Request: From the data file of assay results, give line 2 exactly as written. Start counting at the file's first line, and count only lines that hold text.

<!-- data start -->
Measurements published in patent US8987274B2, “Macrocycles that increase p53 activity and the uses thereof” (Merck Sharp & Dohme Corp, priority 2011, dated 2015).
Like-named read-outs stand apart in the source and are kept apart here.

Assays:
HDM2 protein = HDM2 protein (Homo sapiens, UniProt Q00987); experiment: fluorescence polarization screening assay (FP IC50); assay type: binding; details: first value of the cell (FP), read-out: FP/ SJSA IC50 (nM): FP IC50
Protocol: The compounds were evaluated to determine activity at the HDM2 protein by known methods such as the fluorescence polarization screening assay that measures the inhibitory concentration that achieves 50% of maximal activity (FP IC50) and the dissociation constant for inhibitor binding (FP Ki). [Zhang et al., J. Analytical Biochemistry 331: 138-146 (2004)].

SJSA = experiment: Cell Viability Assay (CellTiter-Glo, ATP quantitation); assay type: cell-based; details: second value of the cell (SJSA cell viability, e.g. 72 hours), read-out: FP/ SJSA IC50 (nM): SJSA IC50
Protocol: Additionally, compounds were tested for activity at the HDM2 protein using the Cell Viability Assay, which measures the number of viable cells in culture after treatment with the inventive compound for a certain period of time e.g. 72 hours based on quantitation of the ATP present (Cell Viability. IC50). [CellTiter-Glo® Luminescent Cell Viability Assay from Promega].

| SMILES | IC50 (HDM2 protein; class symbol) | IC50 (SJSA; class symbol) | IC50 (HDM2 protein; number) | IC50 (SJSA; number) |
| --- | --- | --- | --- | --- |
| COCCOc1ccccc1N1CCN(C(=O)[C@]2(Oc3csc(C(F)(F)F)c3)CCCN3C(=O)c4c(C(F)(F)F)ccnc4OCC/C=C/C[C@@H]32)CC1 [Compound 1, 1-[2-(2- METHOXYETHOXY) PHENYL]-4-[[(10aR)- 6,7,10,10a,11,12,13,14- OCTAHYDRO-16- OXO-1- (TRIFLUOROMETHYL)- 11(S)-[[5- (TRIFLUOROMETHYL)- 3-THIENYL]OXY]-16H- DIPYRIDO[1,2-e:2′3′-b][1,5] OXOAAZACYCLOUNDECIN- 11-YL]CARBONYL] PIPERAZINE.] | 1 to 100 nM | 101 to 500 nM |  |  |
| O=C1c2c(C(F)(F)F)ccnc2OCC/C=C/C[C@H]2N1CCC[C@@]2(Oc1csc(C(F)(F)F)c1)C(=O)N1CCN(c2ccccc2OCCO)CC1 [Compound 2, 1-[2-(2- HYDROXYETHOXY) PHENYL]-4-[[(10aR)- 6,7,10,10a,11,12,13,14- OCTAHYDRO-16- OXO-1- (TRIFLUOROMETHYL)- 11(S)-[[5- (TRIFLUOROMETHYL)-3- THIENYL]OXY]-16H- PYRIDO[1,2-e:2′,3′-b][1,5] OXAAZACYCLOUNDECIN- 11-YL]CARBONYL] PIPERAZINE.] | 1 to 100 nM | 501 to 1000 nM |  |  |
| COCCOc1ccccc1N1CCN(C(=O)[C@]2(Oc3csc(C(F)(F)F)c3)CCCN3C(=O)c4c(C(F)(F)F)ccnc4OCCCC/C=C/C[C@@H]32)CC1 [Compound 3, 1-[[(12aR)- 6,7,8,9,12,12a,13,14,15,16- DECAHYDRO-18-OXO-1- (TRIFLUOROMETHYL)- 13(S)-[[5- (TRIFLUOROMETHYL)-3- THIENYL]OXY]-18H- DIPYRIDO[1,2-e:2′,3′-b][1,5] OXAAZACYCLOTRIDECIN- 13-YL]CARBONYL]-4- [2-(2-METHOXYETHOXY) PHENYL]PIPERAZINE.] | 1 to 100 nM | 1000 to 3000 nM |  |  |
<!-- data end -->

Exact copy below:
Like-named read-outs stand apart in the source and are kept apart here.